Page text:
Cherie Lunch (TCM Overview)
Cherie Lunghi is one of the most attractive actresses currently in British film and television. She was born in 1952 in Nottingham. Her first major film part was as ‘Guinevere’in John Boorman’s tale of the Knights of the Round Table “Excalibur” in 1981. She starred in “The Mission” opposite Robert De Niro and Aidan Quinn. She had a popular run in the title role, of an executive running a football team, “The Manageress” and is also well-known for a series of’Kenco’ adds.. Recently she made an impact on “Strictly Come Dancing” on BBC.
Leading lady of the British stage as well as British and American TV and films, beginning in the 80s. Cherie Lunghi first won attention in “Excalibur,” the 1981 feature film in which she was a rather sexually aware Guenevere to Nigel Terry’s King Arthur. In 1985, she was Michal, who caught the eye of Richard Gere in “King David” (1985), and was opposite Bryan Brown in the love story “Parker” (1984). Lunghi has also had key roles in “Mary Shelley’s Frankenstein” (1994) and “Jack and Sarah” (1995). She began as a stage actress with the Royal Shakespeare Company in England, appearing in productions of “As You Like It,” “The Winter’s Tale” and “King Lear.” Later, Lunghi would also star on the West End in “The Homecoming.”
American audiences may be more familiar with her work through TV. Lunghi’s first significant network role was as Nancy, the female lead of “Oliver” in a CBS production (1982). She played the sheltered daughter of Donald Pleasance lured into pregnancy by Ian Charleson and giving birth to a girl who grows up to become the central character of “Master of the Game,” a 1984 miniseries starring Dyan Cannon for CBS. Also in TV movies, Lunghi was interned by the Japanese in the World War II Singapore-based story, “Silent Cries” (1993), and was the undaunted Lucille Otis in ABC’s remake of “The Canterville Ghost” (1996). Lunghi has starred in one American series, the short-lived 1992 ABC effort, “Covington Cross,” in which she was reunited with Nigel Terry, her Arthur in Excalibur, this time playing her concerned father in the English countryside. The series had only a short run.
“MailOnline article 2012:
They used to say life begins at 40.Actress Cherie Lunghi, however, insists that 60 now marks the same turning point – even if it means acquiring a bus pass.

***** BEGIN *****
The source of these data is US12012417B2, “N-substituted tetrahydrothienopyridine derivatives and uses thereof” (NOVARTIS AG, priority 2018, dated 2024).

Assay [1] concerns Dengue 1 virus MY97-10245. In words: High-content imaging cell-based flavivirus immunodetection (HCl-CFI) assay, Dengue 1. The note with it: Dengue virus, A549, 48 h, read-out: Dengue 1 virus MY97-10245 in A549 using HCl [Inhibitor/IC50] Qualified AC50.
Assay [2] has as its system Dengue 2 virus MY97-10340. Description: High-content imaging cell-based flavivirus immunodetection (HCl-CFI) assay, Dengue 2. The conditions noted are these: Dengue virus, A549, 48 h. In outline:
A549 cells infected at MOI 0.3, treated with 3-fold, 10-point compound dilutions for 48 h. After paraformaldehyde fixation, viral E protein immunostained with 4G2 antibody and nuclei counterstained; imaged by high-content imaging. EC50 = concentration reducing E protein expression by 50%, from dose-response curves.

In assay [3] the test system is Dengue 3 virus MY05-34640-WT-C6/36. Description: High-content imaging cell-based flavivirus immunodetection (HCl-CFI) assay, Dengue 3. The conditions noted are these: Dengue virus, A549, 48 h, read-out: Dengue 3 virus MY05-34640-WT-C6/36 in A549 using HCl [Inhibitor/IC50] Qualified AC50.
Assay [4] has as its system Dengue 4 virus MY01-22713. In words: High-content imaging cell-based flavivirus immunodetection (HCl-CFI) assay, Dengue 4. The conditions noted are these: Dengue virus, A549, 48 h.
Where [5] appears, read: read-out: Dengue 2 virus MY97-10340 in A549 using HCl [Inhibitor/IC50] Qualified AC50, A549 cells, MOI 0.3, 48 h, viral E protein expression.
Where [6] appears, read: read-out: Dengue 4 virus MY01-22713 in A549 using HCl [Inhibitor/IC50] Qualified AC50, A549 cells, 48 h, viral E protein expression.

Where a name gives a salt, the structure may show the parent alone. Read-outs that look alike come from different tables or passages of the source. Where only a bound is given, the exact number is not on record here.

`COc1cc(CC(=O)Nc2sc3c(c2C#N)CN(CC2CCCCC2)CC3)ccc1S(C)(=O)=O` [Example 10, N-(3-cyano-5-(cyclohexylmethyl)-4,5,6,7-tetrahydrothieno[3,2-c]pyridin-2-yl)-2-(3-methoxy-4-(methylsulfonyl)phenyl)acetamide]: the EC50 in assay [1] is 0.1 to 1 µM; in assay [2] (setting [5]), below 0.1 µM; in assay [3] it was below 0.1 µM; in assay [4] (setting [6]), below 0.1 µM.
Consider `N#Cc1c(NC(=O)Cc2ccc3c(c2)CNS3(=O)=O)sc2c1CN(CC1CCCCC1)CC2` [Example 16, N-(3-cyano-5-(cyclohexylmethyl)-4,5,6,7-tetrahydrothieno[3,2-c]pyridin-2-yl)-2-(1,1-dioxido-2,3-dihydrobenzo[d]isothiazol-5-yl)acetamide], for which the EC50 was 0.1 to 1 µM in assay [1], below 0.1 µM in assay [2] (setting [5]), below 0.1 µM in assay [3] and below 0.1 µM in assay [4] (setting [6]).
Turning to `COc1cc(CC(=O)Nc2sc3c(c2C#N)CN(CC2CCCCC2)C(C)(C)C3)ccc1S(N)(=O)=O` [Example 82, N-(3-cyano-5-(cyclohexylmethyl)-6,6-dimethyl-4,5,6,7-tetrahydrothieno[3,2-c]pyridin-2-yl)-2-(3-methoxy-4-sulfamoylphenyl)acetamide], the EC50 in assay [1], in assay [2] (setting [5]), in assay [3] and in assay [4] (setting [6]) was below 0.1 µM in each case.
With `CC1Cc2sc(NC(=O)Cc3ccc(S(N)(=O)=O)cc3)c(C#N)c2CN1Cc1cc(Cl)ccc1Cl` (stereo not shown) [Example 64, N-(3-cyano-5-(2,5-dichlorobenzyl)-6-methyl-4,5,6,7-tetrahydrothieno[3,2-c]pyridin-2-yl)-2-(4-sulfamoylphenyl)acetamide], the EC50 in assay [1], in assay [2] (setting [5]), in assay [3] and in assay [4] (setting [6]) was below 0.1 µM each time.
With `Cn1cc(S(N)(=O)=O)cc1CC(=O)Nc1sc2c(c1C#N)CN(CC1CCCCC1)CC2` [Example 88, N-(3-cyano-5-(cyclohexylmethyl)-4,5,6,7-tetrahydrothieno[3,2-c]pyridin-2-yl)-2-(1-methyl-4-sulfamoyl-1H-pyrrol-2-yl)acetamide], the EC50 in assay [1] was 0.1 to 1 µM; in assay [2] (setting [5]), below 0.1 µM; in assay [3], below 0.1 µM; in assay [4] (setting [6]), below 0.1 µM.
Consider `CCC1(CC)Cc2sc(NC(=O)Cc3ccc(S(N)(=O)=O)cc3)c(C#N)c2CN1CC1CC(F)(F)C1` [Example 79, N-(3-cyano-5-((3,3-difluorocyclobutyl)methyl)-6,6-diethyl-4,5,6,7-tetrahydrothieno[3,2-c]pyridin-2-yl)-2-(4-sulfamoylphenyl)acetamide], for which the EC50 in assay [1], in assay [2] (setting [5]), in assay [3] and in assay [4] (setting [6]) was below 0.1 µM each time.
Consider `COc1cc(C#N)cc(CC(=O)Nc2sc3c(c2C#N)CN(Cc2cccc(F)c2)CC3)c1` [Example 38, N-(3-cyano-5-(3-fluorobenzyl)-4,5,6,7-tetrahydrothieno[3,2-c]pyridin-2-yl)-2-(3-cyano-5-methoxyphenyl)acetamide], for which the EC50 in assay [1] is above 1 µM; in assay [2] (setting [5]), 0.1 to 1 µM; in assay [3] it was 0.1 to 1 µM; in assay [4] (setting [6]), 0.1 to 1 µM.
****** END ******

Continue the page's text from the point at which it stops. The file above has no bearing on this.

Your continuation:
On reaching the landmark birthday this week she insisted that times have changed, and what was once viewed as old age has simply become an extended middle age.
Miss Lunghi said: ‘We dress and do our hair more youthfully than our mothers’ generation. ‘I have become quite accepting of the passing years. Nowadays 60 is the new 40.
‘I am extremely content and open to whatever life has to offer – including my bus freedom pass.’
She added in an interview with The Lady magazine that while once she was tempted to try and hold back the years by using Botox, she has given up because it is expensive and too time consuming.
Miss Lunghi, who made her name playing Guinevere in the 1981 film Excalibur and starred in The Manageress on TV, explained: ‘I didn’t get attached to Botox. It is costly and you have to remember to keep doing it.
‘I am simply not such a slave to my vanity and I don’t want to be, because as you get older you really have to start accepting the inevitable.
‘The more you fight and try to hang on to what you had, the unhappier and more disappointed you will be. It’s a shame because we spend so much of our youth unaware of what we have.
‘There is so much pressure to be thin and you constantly compare yourself to others. But confidence is something that comes with age and experience – it has to be earned along the way.’
The star is appearing alongside Kacey Ainsworth, Isla Blair and Denise Welch in a nationwide tour of comedy drama Steel Magnolias.
Miss Lunghi, who has a 24-year-old daughter from her relationship with British film director Roland Joffe, revealed that she is single.
She said: ‘I’m a romantic, and will only marry for love where there’s respect and compatibility. I’d like to be with someone if the right person came along. I really like male company. I like the male mind.
‘You would think men would want an independent woman who’s got her own interests and life, who’s been around the block a few times and is capable of being a bloody good partner.’